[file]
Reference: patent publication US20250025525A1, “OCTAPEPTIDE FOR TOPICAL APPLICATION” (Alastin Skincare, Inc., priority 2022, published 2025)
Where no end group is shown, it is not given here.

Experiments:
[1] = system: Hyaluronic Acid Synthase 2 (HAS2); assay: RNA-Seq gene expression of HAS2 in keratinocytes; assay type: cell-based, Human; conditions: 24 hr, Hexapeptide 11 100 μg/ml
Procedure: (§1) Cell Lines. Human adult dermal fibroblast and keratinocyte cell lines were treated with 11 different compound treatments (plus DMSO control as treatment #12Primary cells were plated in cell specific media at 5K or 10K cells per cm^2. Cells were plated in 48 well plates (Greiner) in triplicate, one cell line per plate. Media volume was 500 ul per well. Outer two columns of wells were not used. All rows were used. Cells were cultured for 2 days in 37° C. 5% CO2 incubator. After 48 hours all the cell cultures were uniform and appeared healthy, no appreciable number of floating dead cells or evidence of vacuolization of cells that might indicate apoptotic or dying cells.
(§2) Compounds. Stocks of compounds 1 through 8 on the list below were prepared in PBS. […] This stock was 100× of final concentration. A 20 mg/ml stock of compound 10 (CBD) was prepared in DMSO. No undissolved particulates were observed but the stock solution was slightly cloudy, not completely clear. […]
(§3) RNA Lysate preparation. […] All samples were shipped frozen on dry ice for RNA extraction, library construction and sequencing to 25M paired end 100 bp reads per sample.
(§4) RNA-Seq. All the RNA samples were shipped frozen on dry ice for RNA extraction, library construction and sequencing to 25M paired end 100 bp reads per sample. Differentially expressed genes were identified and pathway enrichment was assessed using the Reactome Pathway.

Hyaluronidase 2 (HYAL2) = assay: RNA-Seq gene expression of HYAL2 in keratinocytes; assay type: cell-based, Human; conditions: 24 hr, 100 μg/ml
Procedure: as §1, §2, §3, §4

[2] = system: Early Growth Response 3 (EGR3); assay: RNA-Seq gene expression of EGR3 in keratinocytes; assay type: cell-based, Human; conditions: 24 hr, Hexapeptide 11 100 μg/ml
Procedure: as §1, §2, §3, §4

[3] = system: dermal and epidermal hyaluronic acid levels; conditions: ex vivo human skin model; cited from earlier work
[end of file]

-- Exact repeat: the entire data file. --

Reference: patent publication US20250025525A1, “OCTAPEPTIDE FOR TOPICAL APPLICATION” (Alastin Skincare, Inc., priority 2022, published 2025)
Where no end group is shown, it is not given here.

Experiments:
[1] = system: Hyaluronic Acid Synthase 2 (HAS2); assay: RNA-Seq gene expression of HAS2 in keratinocytes; assay type: cell-based, Human; conditions: 24 hr, Hexapeptide 11 100 μg/ml
Procedure: (§1) Cell Lines. Human adult dermal fibroblast and keratinocyte cell lines were treated with 11 different compound treatments (plus DMSO control as treatment #12Primary cells were plated in cell specific media at 5K or 10K cells per cm^2. Cells were plated in 48 well plates (Greiner) in triplicate, one cell line per plate. Media volume was 500 ul per well. Outer two columns of wells were not used. All rows were used. Cells were cultured for 2 days in 37° C. 5% CO2 incubator. After 48 hours all the cell cultures were uniform and appeared healthy, no appreciable number of floating dead cells or evidence of vacuolization of cells that might indicate apoptotic or dying cells.
(§2) Compounds. Stocks of compounds 1 through 8 on the list below were prepared in PBS. […] This stock was 100× of final concentration. A 20 mg/ml stock of compound 10 (CBD) was prepared in DMSO. No undissolved particulates were observed but the stock solution was slightly cloudy, not completely clear. […]
(§3) RNA Lysate preparation. […] All samples were shipped frozen on dry ice for RNA extraction, library construction and sequencing to 25M paired end 100 bp reads per sample.
(§4) RNA-Seq. All the RNA samples were shipped frozen on dry ice for RNA extraction, library construction and sequencing to 25M paired end 100 bp reads per sample. Differentially expressed genes were identified and pathway enrichment was assessed using the Reactome Pathway.

Hyaluronidase 2 (HYAL2) = assay: RNA-Seq gene expression of HYAL2 in keratinocytes; assay type: cell-based, Human; conditions: 24 hr, 100 μg/ml
Procedure: as §1, §2, §3, §4

[2] = system: Early Growth Response 3 (EGR3); assay: RNA-Seq gene expression of EGR3 in keratinocytes; assay type: cell-based, Human; conditions: 24 hr, Hexapeptide 11 100 μg/ml
Procedure: as §1, §2, §3, §4

[3] = system: dermal and epidermal hyaluronic acid levels; conditions: ex vivo human skin model; cited from earlier work